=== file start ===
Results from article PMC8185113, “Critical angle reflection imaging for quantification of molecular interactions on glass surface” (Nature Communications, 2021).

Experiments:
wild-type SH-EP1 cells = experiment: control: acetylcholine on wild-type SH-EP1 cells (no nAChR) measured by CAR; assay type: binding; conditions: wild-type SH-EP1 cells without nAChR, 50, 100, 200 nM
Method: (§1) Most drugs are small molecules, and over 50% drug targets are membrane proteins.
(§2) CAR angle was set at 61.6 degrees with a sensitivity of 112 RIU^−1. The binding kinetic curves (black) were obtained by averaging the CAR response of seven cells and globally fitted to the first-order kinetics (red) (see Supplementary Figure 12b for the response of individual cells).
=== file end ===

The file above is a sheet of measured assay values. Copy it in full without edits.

Results from article PMC8185113, “Critical angle reflection imaging for quantification of molecular interactions on glass surface” (Nature Communications, 2021).

Experiments:
wild-type SH-EP1 cells = experiment: control: acetylcholine on wild-type SH-EP1 cells (no nAChR) measured by CAR; assay type: binding; conditions: wild-type SH-EP1 cells without nAChR, 50, 100, 200 nM
Method: (§1) Most drugs are small molecules, and over 50% drug targets are membrane proteins.
(§2) CAR angle was set at 61.6 degrees with a sensitivity of 112 RIU^−1. The binding kinetic curves (black) were obtained by averaging the CAR response of seven cells and globally fitted to the first-order kinetics (red) (see Supplementary Figure 12b for the response of individual cells).